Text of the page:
I was intrigued to find an article in the Torygraph giving space to that vacuous tart Carol Vorderman. The Torygraph seems to think that her opinions carry some weight. Perhaps they do, after all, vacuous tarts are not disenfranchised in this fine democracy of ours. She has decided that the Labour party has not done a good job with regard to education.
Determined to demonstrate my tolerance, I read further. This is what I found:
"I tell you what, as soon as you lift a rock, there is snakes down there," she said.
My dilemma is that I fear that she may have been either demonstrating irony, or quoting from someone/something, but I can find no reference to anyone else speaking in such a manner. Do any of my erudite readers (aMToNW) know?
For those of you of a foreign inclination, and who have avoided news of “celebrity”, I should tell you a little about Ms Vorderman.
1) She is a vacuous tart.
2) She earned a very poor degree in engineering, albeit from a reputable seat of learning
3) She earned a fortune by doing pointless sums on a quiz show. Doing pointless sums is all very well if you are Chancellor of the Exchequer, but otherwise has no known value to humanity.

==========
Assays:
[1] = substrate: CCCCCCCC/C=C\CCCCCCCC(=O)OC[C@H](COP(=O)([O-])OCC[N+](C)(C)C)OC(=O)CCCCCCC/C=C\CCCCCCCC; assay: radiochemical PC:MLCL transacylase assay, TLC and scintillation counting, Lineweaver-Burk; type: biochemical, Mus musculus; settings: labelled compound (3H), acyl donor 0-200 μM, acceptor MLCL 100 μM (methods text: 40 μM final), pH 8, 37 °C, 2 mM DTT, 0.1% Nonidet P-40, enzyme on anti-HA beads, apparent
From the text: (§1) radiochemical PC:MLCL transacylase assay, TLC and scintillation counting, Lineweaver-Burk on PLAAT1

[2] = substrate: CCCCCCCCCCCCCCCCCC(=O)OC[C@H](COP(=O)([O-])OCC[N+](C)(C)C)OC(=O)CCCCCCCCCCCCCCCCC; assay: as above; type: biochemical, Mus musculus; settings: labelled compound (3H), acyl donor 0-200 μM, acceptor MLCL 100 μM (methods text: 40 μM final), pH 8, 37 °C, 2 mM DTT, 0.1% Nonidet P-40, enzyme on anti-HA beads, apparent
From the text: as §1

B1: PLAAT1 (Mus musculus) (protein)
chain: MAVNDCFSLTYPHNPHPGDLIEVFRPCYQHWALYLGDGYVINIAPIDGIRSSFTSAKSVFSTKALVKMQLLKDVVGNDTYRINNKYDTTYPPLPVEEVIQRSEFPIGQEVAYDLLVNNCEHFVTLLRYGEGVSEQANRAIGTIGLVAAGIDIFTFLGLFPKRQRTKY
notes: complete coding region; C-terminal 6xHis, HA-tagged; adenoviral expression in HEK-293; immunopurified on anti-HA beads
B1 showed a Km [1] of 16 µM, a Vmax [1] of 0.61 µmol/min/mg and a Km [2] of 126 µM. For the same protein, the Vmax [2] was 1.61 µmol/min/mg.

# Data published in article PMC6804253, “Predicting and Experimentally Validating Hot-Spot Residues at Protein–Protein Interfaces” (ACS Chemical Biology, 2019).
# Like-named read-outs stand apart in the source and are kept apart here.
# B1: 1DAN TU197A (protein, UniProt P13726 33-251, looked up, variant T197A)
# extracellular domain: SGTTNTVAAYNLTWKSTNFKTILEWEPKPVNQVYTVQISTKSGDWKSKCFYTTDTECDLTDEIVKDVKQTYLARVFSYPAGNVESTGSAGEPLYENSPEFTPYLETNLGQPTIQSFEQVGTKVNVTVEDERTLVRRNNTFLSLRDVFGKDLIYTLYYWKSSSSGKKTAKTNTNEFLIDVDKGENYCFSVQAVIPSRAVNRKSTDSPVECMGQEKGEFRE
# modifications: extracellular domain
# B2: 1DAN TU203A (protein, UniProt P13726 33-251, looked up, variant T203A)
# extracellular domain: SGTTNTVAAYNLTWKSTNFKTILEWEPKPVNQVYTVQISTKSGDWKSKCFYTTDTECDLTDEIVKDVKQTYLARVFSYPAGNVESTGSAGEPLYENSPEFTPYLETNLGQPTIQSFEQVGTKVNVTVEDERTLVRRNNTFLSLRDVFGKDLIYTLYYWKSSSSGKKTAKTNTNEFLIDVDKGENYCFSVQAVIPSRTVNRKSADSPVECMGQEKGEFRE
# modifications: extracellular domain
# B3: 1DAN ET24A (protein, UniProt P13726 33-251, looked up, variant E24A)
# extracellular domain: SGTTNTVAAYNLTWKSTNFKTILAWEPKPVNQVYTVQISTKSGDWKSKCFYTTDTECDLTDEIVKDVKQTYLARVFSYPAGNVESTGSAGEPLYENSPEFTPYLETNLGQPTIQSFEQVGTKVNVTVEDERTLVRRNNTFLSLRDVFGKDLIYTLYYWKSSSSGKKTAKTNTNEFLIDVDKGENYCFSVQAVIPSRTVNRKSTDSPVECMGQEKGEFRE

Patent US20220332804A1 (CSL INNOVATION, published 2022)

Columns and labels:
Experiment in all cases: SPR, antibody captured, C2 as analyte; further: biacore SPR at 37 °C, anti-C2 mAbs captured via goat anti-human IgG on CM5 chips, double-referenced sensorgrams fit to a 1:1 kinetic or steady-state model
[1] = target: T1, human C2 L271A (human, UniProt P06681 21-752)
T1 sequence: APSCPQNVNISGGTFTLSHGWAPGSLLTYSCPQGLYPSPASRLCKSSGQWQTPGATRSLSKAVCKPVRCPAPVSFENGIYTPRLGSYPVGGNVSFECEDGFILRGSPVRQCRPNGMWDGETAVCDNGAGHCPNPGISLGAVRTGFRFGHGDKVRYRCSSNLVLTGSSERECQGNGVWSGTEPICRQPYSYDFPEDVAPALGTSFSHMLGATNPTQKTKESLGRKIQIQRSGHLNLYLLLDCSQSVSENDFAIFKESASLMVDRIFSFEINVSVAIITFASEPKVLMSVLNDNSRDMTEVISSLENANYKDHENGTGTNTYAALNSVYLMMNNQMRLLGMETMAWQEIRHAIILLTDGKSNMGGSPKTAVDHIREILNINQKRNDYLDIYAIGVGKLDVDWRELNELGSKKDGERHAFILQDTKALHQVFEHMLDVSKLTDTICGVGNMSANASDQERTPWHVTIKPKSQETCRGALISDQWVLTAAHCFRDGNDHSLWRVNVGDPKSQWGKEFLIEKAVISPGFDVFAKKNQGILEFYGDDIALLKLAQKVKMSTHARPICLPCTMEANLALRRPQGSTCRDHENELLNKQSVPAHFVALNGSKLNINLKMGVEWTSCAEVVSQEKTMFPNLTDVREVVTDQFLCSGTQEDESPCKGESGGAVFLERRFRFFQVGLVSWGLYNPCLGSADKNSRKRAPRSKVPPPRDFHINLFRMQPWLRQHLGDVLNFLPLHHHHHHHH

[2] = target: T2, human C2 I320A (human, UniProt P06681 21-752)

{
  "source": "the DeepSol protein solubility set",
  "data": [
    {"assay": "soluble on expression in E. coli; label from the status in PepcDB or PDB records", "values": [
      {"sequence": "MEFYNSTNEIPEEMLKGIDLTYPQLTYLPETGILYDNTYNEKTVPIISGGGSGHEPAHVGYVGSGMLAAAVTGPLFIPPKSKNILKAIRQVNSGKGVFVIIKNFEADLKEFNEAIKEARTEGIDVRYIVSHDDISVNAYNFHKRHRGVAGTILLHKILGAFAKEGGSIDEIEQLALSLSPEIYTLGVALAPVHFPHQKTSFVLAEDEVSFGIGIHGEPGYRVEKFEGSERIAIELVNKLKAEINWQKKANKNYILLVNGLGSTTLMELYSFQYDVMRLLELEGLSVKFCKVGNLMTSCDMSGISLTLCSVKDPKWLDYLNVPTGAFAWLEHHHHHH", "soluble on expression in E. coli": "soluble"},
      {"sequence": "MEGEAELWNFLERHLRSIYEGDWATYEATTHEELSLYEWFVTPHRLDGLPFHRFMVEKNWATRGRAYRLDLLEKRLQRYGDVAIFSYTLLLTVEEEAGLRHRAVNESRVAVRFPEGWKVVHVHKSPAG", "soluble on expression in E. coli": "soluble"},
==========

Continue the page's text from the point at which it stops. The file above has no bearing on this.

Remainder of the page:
4) Outside of doing sums she has consistently displayed her air-headedness in spectacular and consistent style.
5) She won the award for “Most annoying vacuous tart” by advertising rip-off debt consolidation services on the electric television
6) She is a vacuous tart.
I tell you what, anyone who prefaces their utterances with “I tell you what” is not worth listening to. I expect she will be next prime minister but one. After all, our transatlantic friends elected a vacuous twat who also didn’t know the difference between “is” and “are”.
Having devoted some precious space on my lovely blog to lambasting some vacuous tart’s mangling of the language, I will now sit back and wait for all of you to point out the typos and gross grammatical errors here.
TCM strike again. I am indebted to my friends at the Torygraph for informing me about this important scientific research. Scientists claim that rooks understand the laws of physics better than chimpanzees. No, really.
The rooks were surprised when shown an 'egg-like' object 'floating' in mid-air. They looked for longer at pictures of these impossible scenarios than possible pictures where the egg was correctly supported by a platform.
The seven adults understood not only that contact between the egg and platform was necessary for support but also that there must be a sufficient amount of contact and that the contact must be from below.
This has been shown to be beyond the grasp of chimpanzees, said zoologist Christopher Bird and colleagues at the University of Cambridge.
I would make the following observations.
- The name of the researcher gives lie to his ability to be objective.
- They talk about “understanding the laws of physics” as if this is a good thing.
- Carol Vorderman went to the university of Cambridge.